Bill Fay was an English singer, pianist and song writer who made a single "Some Good Advice"/"Screams in the Ears" and two albums “Bill Fay” and “Time of the Last Persecution” for the Deram label between 1967 and 1971. Unfortunately these albums were never properly promoted and distributed and they didn’t sell. He was consequently dropped by the label. Following the likes of Nick Drake and so many artists who for some strange reason never make it in the music industry, Bill Fay faded out of sight. But the music on these two records is well worth seeking out.
On the first album “Bill Fay”, the songs have been embellished with orchestral arrangements giving them a rather lush and haunted feel. The lyrics are quite unusual and poetic and are not conceived with the intention of producing a commercial hit. As for Bill Fay’s voice, it is beautiful throughout the record sometimes sounding like a strange crooner of the common people.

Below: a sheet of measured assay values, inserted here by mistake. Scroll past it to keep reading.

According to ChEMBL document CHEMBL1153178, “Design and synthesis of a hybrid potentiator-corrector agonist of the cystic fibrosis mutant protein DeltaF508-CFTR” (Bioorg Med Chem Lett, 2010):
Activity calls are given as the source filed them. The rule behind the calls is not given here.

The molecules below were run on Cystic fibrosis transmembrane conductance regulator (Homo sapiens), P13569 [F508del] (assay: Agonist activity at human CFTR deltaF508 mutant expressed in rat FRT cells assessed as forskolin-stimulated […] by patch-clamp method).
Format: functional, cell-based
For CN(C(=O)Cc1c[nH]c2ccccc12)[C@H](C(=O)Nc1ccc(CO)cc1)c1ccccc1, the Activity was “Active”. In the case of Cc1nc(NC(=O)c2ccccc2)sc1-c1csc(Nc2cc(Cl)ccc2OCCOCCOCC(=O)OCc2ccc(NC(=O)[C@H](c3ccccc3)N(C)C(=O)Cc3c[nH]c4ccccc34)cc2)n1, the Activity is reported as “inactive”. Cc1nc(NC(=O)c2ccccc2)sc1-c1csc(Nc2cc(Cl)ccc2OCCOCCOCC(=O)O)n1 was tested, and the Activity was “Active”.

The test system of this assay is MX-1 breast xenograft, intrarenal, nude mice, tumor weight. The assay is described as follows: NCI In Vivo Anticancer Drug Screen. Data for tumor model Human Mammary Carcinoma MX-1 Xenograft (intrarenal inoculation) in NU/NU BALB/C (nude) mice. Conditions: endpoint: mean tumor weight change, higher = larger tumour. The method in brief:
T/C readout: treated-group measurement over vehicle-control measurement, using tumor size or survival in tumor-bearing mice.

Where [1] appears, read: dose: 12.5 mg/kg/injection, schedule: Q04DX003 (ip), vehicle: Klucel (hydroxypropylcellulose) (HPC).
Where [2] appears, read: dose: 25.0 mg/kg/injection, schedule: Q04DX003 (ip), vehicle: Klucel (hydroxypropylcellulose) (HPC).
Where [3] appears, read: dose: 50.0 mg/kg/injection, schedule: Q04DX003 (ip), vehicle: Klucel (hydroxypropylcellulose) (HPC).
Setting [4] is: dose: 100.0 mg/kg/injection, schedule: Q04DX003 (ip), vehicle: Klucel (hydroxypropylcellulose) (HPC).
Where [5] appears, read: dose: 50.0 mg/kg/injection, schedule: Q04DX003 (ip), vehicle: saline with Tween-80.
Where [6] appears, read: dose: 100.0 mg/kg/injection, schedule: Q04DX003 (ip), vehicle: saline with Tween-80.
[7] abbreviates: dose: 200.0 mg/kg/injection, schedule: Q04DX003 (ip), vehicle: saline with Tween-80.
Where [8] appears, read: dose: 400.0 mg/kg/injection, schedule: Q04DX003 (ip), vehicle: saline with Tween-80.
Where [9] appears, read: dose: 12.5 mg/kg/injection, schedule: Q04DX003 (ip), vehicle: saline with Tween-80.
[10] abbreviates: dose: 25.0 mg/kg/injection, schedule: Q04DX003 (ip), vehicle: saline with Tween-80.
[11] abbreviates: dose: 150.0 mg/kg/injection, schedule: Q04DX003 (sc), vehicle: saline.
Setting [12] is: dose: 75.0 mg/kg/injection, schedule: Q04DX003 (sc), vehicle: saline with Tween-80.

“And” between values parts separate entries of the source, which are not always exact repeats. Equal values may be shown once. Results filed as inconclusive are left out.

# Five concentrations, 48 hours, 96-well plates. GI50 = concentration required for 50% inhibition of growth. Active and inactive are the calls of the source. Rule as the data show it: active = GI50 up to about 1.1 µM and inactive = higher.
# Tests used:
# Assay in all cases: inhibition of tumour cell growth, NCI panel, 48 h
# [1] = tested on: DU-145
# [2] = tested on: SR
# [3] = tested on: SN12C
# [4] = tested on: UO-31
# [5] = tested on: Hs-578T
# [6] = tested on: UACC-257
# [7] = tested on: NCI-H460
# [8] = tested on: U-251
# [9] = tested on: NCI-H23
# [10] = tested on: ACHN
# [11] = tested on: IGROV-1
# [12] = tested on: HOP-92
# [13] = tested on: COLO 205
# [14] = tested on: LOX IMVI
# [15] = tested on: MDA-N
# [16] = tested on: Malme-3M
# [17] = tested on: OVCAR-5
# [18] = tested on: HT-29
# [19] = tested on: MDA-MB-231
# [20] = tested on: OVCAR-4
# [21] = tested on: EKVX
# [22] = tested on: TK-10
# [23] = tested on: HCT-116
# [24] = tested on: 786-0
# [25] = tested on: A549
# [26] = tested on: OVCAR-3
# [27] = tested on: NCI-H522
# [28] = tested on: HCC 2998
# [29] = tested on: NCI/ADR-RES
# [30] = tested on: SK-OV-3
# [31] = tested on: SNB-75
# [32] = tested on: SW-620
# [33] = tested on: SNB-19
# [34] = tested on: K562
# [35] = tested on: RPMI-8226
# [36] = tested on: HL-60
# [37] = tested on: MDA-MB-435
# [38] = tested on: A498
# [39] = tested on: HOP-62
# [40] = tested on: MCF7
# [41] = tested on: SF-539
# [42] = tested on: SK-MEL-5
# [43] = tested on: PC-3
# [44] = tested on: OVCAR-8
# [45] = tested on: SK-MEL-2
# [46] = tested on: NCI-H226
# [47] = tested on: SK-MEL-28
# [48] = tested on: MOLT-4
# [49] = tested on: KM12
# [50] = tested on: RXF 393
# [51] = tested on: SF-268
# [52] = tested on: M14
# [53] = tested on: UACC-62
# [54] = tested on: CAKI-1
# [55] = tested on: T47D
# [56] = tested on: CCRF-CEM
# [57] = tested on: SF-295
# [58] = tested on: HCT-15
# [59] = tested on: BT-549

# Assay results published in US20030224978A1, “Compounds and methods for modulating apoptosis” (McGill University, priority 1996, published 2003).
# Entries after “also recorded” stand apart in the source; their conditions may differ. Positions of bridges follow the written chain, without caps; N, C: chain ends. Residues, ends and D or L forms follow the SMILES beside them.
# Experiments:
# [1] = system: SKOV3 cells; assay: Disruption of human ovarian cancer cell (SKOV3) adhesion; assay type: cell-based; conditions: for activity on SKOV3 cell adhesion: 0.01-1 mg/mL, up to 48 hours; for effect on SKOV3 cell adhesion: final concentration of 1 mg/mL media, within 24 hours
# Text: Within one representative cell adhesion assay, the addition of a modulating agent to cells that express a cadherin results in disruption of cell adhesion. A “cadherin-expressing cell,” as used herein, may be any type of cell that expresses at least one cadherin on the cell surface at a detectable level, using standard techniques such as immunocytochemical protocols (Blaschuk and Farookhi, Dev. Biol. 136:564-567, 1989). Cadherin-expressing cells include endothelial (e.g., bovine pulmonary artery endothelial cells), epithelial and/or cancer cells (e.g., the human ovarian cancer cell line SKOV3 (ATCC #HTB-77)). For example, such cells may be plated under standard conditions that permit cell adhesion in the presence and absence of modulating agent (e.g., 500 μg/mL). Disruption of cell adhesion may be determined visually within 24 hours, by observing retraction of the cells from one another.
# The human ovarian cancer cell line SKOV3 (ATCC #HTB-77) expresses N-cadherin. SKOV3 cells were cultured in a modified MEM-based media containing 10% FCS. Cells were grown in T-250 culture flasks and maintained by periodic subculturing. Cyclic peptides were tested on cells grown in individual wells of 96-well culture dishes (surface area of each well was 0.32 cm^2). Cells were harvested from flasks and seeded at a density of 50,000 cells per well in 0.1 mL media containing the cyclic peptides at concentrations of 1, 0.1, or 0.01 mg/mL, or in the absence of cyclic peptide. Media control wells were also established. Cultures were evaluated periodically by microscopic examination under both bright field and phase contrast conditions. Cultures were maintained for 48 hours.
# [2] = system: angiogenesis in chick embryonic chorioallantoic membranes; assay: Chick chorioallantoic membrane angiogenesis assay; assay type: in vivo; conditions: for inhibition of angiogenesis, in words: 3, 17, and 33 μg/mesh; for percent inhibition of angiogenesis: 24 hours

On the second album, “Time of the Last Persecution”, Bill Fay opted for a more stripped down, organic but, at the same time, experimental approach recruiting guitarist Ray Russell. Russell went on to be a major session player, but at the time of this album he was better known as a noted musician on the jazz improvisation scene. His playing on Bill Fay’s album covers almost all the palette of guitar techniques and phrases ranging from 70’s traditional scale licks to complete atonal interventions or even noise. The contrast of having this avant-garde element opposed to the affirmative singing of Bill Fay makes this record very special indeed.
According to Julian Cope’s Headheritage site, Bill Fay eventually relinquished his career in music for a normal 9 to 5 job. From then on, it seems “all his time was lying on the factory floor…”
Record companies should be prosecuted for musical crimes against humanity.